The patient was treated with intensive therapy, including convalescent plasma, remdesivir, tocilizumab, inhaled steroid, and intravenous dexamethasone, as well as therapeutic doses of enoxaparin during the course of his hospitalization. As a result, there was a significant initial improvement in his oxygenation. However, despite the initial improvement in his oxygenation he rapidly decompensated on day 6. Ultimately, the patient unfortunately expired due to multisystem organ dysfunction and cardiopulmonary arrest.

3. Discussion

Within the United States, the incidence of MIS-C was 316 individuals per 1,000,000 SARS-CoV-2 infections in patients younger than 21 years old between the months of April-June 2020 5. In June 2020, the Boston Children’s Hospital led a national study on patients aged 25 or less with COVID-19 and MIS-C. Surveillance of this data shows a strong temporal link between COVID-19 and MIS-C, with a mean age of 8.3 years and the highest proportion occurring in Hispanics or Latinos 6. Obesity was found to be the most frequent co-morbidity described, while extremes of age and elevated CRP were found to be independent risk factors for more severe disease 7, 8, 9.

The pathophysiology of MIS-C appears to occur in three stages 10. In the initial infectious stage, patients can present as asymptomatic or mildly symptomatic with only nasopharyngeal colonization of SARS-CoV-2. The second stage of pulmonary infection is often skipped in children. However, children are more likely to experience the third stage involving a delayed-type hypersensitivity reaction, resulting in multisystemic inflammation. Thus, MIS-C is thought to be a postinfectious process rather than a direct effect of viral infection.

The classic presentation of MIS-C includes fever, gastrointestinal symptoms, rash, conjunctivitis, cheilitis, neurocognitive symptoms, upper and lower respiratory symptoms, edematous hands and feet, lymphadenopathy, and myalgia 11. Complications include shock, myocardial dysfunction and arrhythmias, respiratory failure, acute kidney injuries, liver damage, and encephalopathy.

MIS-C presents similarly to other multisystemic conditions such as Kawasaki Disease, Toxic Shock Syndrome, or Macrophage Activation Syndrome, although the outcome in MIS-C can be more severe 4. Due to this similarity, current treatments for MIS-C often overlap with Kawasaki disease and include IV immunoglobulins, glucocorticoids, anakinra, broad-spectrum antibiotics, acetylsalicylic acid, proton pump inhibitors, and thromboprophylaxis 12.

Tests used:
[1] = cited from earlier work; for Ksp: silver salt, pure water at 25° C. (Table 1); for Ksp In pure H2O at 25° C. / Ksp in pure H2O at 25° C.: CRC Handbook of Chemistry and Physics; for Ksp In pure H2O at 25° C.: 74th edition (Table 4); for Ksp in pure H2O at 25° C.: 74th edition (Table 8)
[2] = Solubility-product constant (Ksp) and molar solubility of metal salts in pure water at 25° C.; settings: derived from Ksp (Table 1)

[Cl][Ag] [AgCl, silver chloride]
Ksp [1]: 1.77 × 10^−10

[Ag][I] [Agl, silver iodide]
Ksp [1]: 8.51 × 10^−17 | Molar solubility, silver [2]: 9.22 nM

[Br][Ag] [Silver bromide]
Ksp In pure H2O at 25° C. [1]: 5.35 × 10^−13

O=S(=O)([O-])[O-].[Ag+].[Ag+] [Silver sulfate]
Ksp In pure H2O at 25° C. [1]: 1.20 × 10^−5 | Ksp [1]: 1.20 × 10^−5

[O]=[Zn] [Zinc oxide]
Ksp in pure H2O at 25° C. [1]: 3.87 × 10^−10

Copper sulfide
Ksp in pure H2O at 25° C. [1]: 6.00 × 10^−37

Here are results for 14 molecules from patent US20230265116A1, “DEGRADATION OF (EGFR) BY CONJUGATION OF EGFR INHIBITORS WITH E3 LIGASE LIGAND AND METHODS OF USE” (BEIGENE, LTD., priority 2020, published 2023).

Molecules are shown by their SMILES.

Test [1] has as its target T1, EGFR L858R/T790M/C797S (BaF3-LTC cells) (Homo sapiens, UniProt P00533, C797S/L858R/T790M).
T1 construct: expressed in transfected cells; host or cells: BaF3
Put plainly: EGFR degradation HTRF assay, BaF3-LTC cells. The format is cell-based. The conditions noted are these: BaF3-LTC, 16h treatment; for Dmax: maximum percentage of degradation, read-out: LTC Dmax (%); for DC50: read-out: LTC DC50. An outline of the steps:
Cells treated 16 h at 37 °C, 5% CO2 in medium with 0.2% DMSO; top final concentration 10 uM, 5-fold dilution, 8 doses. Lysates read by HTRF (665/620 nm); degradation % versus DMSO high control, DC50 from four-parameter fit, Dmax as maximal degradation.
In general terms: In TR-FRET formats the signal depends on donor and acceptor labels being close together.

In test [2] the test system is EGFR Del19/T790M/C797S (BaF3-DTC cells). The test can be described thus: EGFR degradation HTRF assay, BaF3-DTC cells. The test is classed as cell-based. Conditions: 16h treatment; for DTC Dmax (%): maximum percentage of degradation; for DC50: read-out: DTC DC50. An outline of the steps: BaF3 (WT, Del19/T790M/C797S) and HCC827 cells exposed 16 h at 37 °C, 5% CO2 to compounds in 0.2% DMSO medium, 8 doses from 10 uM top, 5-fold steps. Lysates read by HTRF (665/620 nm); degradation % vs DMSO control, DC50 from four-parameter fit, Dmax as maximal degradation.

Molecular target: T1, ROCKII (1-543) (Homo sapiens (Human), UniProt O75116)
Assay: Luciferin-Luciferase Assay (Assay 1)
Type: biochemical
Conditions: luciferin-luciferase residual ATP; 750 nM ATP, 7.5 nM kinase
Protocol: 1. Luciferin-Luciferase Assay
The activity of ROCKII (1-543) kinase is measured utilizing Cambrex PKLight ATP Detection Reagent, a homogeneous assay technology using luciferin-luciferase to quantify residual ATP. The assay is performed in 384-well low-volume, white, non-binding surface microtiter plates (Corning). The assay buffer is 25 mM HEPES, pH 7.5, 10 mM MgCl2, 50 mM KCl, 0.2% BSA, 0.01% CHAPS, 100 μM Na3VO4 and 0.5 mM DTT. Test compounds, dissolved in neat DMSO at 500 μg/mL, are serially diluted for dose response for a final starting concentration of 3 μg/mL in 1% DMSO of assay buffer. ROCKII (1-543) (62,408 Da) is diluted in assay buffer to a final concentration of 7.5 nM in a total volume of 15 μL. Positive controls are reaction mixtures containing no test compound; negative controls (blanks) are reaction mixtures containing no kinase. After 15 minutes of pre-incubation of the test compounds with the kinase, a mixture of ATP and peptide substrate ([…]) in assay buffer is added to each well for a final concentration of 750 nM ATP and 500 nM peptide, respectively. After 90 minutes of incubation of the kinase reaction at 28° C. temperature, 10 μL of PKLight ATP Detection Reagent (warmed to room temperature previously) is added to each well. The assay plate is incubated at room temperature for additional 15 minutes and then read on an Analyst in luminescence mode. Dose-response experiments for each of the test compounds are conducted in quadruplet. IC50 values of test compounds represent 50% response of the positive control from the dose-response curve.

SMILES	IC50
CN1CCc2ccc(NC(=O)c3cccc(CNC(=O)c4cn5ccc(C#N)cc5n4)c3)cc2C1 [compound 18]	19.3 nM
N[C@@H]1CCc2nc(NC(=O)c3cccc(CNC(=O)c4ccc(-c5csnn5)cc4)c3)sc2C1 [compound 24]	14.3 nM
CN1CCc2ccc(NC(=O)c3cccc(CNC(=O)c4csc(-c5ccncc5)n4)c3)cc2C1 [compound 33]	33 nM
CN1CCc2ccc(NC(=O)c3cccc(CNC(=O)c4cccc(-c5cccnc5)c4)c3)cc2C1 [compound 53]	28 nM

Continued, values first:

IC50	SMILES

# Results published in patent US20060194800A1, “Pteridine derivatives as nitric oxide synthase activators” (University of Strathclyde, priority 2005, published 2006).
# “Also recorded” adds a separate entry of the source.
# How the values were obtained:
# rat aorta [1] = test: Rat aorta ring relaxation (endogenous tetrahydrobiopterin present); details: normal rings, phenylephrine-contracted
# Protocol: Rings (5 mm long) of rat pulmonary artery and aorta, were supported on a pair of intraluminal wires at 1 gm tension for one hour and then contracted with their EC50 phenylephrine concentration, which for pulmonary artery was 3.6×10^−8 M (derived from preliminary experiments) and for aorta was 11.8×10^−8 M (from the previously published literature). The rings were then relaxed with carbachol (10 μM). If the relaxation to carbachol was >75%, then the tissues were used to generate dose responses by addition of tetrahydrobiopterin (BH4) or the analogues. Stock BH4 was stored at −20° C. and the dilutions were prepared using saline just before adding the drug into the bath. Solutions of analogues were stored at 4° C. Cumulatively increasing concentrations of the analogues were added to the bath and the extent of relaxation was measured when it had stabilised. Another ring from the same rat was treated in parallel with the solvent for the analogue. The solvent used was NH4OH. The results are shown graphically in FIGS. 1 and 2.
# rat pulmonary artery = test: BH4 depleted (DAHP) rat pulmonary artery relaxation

4. Conclusion

Our patient met 6 out of 7 diagnostic criteria for MIS-C. However, because he fell outside of the age range, he does not qualify for diagnosis. Since our patient had multiple risk factors, including obesity and Hispanic ethnicity, the pathophysiology of the disease was likely identical to that which occurs in MIS-C. In addition, obesity is a well-known pro-inflammatory state evidenced by an increase in IL-6 and TNF-alpha as well as decreased levels of adiponectin 13. Due to the small but significant chance of mortality in patients with MIS-C, it is important to consider this diagnosis in older adolescents and young adults. This patient’s unfortunate outcome prompts greater suspicion for this rare and life-threatening complication even though the patient was older than the typical MIS-C patient beyond the adolescent population.

References

[1]  Dawood, Fatimah S., et al. “Incidence rates, household infection risk, and clinical characteristics of SARS-CoV-2 infection among children and adults in Utah and New York City, New York.” JAMA pediatrics (2021).
In article      View Article  PubMed
 
[2]  Viner, Russell M., et al. “Systematic review of reviews of symptoms and signs of COVID-19 in children and adolescents.” Archives of disease in childhood 106.8 (2021): 802-807.
In article      View Article  PubMed
 
[3]  Payne AB, Gilani Z, Godfred-Cato S, et al. Incidence of Multisystem Inflammatory Syndrome in Children Among US Persons Infected With SARS-CoV-2. JAMA Netw Open. 2021; 4(6): e2116420.
In article      
 
[4]  Son, Mary Beth F., and Kevin Friedman. “Coronavirus disease 2019 (COVID-19): Multisystem inflammatory syndrome in children.” Up to Date (2020).
In article      
 
[5]  Payne, Amanda B., et al. “Incidence of Multisystem Inflammatory Syndrome in Children Among US Persons Infected With SARS-CoV-2.” JAMA network open 4.6 (2021): e2116420-e2116420.
In article      
 
[6]  Feldstein, Leora R., et al. “Multisystem inflammatory syndrome in US children and adolescents.” New England Journal of Medicine 383.4 (2020): 334-346.
In article      
 
[7]  Steinberg, Eric, Ellsworth Wright, and Beth Kushner. “In young adults with COVID-19, obesity is associated with adverse outcomes.” Western Journal of Emergency Medicine 21. 4 (2020): 752.
In article      View Article  PubMed
 
[8]  Graff, Kelly, et al. “Risk factors for severe COVID-19 in children.” The Pediatric Infectious Disease Journal 40.4 (2021): e137-e145.
In article      View Article  PubMed
 
[9]  Radia, Trisha, et al. “Multisystem inflammatory syndrome in children & adolescents (MIS-C): A systematic review of clinical features and presentation.” Paediatric respiratory reviews 38 (2021): 51-57.